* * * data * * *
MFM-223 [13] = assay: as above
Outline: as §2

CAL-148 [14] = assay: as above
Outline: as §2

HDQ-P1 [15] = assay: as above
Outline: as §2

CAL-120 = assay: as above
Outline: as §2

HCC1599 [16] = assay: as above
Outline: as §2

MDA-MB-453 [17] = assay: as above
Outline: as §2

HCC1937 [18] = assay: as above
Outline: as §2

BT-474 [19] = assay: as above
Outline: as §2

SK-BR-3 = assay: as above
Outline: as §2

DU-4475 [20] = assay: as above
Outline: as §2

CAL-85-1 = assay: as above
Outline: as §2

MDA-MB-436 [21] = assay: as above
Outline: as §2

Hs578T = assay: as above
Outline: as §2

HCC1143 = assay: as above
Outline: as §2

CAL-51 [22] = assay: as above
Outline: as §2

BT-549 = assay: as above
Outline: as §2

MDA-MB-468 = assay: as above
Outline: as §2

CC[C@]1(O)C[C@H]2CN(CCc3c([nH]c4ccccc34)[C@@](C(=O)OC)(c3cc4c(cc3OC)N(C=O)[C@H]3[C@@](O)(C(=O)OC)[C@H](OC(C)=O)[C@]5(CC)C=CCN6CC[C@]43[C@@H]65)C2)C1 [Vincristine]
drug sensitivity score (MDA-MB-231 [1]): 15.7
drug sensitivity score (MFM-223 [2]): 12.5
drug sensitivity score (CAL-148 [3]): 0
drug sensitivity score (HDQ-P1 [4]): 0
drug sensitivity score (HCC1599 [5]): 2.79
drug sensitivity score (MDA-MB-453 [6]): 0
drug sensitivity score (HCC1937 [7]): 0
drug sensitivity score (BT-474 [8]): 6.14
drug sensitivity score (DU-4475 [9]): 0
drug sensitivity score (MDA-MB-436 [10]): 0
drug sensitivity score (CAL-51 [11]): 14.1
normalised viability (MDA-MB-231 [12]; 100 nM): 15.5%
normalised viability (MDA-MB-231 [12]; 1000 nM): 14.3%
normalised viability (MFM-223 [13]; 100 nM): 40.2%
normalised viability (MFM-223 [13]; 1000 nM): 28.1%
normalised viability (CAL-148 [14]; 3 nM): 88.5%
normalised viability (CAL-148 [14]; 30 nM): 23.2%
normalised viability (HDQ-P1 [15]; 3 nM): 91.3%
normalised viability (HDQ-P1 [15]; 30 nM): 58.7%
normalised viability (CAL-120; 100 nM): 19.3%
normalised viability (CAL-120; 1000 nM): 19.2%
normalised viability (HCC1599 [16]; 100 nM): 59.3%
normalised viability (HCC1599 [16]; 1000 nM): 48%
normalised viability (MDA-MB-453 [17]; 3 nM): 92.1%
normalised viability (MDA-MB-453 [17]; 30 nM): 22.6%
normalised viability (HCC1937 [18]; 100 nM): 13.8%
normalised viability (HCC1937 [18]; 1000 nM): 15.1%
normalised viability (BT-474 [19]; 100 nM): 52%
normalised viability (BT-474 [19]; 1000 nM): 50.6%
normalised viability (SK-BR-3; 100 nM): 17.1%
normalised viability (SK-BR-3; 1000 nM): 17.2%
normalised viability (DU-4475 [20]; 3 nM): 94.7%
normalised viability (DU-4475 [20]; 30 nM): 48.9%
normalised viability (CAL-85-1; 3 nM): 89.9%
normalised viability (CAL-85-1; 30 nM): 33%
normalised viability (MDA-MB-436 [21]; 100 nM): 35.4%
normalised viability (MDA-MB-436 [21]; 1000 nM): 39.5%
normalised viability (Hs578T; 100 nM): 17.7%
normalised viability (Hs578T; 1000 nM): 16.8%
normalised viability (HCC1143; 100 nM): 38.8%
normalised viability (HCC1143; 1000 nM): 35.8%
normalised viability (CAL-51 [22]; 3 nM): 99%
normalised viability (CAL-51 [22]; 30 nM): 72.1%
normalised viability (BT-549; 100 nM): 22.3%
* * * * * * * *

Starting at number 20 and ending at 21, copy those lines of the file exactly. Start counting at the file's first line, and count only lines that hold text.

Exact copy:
Outline: as §2

CAL-85-1 = assay: as above